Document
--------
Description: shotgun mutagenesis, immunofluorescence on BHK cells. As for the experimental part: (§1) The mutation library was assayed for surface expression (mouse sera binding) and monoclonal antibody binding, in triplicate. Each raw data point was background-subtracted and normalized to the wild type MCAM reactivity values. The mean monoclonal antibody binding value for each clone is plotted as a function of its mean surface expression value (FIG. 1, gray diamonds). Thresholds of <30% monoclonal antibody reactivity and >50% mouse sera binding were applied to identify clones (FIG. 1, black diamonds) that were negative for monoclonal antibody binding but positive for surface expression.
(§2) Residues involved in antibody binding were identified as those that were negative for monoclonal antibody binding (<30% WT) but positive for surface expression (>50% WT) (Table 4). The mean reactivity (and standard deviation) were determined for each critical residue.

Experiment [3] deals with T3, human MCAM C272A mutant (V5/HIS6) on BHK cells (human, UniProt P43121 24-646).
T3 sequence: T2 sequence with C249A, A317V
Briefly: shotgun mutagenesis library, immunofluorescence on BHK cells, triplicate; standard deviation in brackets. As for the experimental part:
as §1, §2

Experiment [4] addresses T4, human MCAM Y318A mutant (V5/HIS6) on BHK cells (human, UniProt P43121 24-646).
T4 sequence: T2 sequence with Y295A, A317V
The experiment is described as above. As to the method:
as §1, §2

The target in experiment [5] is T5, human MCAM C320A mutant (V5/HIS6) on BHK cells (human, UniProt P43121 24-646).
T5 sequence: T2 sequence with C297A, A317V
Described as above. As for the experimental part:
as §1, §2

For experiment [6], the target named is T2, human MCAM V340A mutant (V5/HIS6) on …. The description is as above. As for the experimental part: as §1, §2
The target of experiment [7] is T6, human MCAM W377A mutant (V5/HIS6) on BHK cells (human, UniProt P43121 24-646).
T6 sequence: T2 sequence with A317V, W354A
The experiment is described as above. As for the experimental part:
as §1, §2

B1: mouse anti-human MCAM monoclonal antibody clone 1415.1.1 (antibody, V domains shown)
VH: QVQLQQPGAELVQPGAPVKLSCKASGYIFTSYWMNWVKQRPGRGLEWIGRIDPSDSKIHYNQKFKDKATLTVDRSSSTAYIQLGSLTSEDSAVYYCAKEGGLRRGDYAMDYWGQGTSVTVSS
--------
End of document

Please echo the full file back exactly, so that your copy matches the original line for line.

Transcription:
Description: shotgun mutagenesis, immunofluorescence on BHK cells. As for the experimental part: (§1) The mutation library was assayed for surface expression (mouse sera binding) and monoclonal antibody binding, in triplicate. Each raw data point was background-subtracted and normalized to the wild type MCAM reactivity values. The mean monoclonal antibody binding value for each clone is plotted as a function of its mean surface expression value (FIG. 1, gray diamonds). Thresholds of <30% monoclonal antibody reactivity and >50% mouse sera binding were applied to identify clones (FIG. 1, black diamonds) that were negative for monoclonal antibody binding but positive for surface expression.
(§2) Residues involved in antibody binding were identified as those that were negative for monoclonal antibody binding (<30% WT) but positive for surface expression (>50% WT) (Table 4). The mean reactivity (and standard deviation) were determined for each critical residue.

Experiment [3] deals with T3, human MCAM C272A mutant (V5/HIS6) on BHK cells (human, UniProt P43121 24-646).
T3 sequence: T2 sequence with C249A, A317V
Briefly: shotgun mutagenesis library, immunofluorescence on BHK cells, triplicate; standard deviation in brackets. As for the experimental part:
as §1, §2

Experiment [4] addresses T4, human MCAM Y318A mutant (V5/HIS6) on BHK cells (human, UniProt P43121 24-646).
T4 sequence: T2 sequence with Y295A, A317V
The experiment is described as above. As to the method:
as §1, §2

The target in experiment [5] is T5, human MCAM C320A mutant (V5/HIS6) on BHK cells (human, UniProt P43121 24-646).
T5 sequence: T2 sequence with C297A, A317V
Described as above. As for the experimental part:
as §1, §2

For experiment [6], the target named is T2, human MCAM V340A mutant (V5/HIS6) on …. The description is as above. As for the experimental part: as §1, §2
The target of experiment [7] is T6, human MCAM W377A mutant (V5/HIS6) on BHK cells (human, UniProt P43121 24-646).
T6 sequence: T2 sequence with A317V, W354A
The experiment is described as above. As for the experimental part:
as §1, §2

B1: mouse anti-human MCAM monoclonal antibody clone 1415.1.1 (antibody, V domains shown)
VH: QVQLQQPGAELVQPGAPVKLSCKASGYIFTSYWMNWVKQRPGRGLEWIGRIDPSDSKIHYNQKFKDKATLTVDRSSSTAYIQLGSLTSEDSAVYYCAKEGGLRRGDYAMDYWGQGTSVTVSS